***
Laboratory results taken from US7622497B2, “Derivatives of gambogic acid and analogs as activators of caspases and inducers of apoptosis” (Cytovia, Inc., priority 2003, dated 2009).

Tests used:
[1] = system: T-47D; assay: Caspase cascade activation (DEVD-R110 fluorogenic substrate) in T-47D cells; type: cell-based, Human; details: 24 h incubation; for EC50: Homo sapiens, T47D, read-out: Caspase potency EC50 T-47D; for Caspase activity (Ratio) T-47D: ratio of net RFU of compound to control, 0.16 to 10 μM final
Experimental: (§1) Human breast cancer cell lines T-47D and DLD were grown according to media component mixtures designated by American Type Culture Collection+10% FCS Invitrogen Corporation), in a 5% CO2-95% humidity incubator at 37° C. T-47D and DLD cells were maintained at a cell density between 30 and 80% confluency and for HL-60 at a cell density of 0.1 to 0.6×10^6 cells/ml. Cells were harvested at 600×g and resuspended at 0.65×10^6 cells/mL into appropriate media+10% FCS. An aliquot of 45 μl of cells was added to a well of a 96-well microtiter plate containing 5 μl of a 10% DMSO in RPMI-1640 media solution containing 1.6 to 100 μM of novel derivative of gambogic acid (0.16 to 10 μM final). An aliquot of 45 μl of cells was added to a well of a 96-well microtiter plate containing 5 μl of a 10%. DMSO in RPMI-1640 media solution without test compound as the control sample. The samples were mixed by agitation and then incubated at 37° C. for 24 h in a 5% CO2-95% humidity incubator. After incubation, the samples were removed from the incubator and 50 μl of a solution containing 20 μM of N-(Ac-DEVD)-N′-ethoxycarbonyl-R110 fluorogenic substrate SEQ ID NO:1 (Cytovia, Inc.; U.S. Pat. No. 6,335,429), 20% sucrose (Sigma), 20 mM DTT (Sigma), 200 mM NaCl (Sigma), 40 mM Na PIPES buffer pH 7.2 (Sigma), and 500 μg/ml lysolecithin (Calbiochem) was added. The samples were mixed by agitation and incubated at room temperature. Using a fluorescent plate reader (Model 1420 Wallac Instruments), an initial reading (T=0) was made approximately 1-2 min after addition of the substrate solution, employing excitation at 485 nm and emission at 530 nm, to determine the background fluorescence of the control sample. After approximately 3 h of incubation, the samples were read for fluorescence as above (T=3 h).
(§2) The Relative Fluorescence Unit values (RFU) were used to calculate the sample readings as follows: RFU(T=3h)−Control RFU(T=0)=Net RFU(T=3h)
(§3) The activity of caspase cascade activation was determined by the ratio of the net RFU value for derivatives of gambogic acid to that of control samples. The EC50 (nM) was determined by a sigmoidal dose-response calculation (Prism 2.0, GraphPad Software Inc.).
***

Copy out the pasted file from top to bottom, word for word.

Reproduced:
Laboratory results taken from US7622497B2, “Derivatives of gambogic acid and analogs as activators of caspases and inducers of apoptosis” (Cytovia, Inc., priority 2003, dated 2009).

Tests used:
[1] = system: T-47D; assay: Caspase cascade activation (DEVD-R110 fluorogenic substrate) in T-47D cells; type: cell-based, Human; details: 24 h incubation; for EC50: Homo sapiens, T47D, read-out: Caspase potency EC50 T-47D; for Caspase activity (Ratio) T-47D: ratio of net RFU of compound to control, 0.16 to 10 μM final
Experimental: (§1) Human breast cancer cell lines T-47D and DLD were grown according to media component mixtures designated by American Type Culture Collection+10% FCS Invitrogen Corporation), in a 5% CO2-95% humidity incubator at 37° C. T-47D and DLD cells were maintained at a cell density between 30 and 80% confluency and for HL-60 at a cell density of 0.1 to 0.6×10^6 cells/ml. Cells were harvested at 600×g and resuspended at 0.65×10^6 cells/mL into appropriate media+10% FCS. An aliquot of 45 μl of cells was added to a well of a 96-well microtiter plate containing 5 μl of a 10% DMSO in RPMI-1640 media solution containing 1.6 to 100 μM of novel derivative of gambogic acid (0.16 to 10 μM final). An aliquot of 45 μl of cells was added to a well of a 96-well microtiter plate containing 5 μl of a 10%. DMSO in RPMI-1640 media solution without test compound as the control sample. The samples were mixed by agitation and then incubated at 37° C. for 24 h in a 5% CO2-95% humidity incubator. After incubation, the samples were removed from the incubator and 50 μl of a solution containing 20 μM of N-(Ac-DEVD)-N′-ethoxycarbonyl-R110 fluorogenic substrate SEQ ID NO:1 (Cytovia, Inc.; U.S. Pat. No. 6,335,429), 20% sucrose (Sigma), 20 mM DTT (Sigma), 200 mM NaCl (Sigma), 40 mM Na PIPES buffer pH 7.2 (Sigma), and 500 μg/ml lysolecithin (Calbiochem) was added. The samples were mixed by agitation and incubated at room temperature. Using a fluorescent plate reader (Model 1420 Wallac Instruments), an initial reading (T=0) was made approximately 1-2 min after addition of the substrate solution, employing excitation at 485 nm and emission at 530 nm, to determine the background fluorescence of the control sample. After approximately 3 h of incubation, the samples were read for fluorescence as above (T=3 h).
(§2) The Relative Fluorescence Unit values (RFU) were used to calculate the sample readings as follows: RFU(T=3h)−Control RFU(T=0)=Net RFU(T=3h)
(§3) The activity of caspase cascade activation was determined by the ratio of the net RFU value for derivatives of gambogic acid to that of control samples. The EC50 (nM) was determined by a sigmoidal dose-response calculation (Prism 2.0, GraphPad Software Inc.).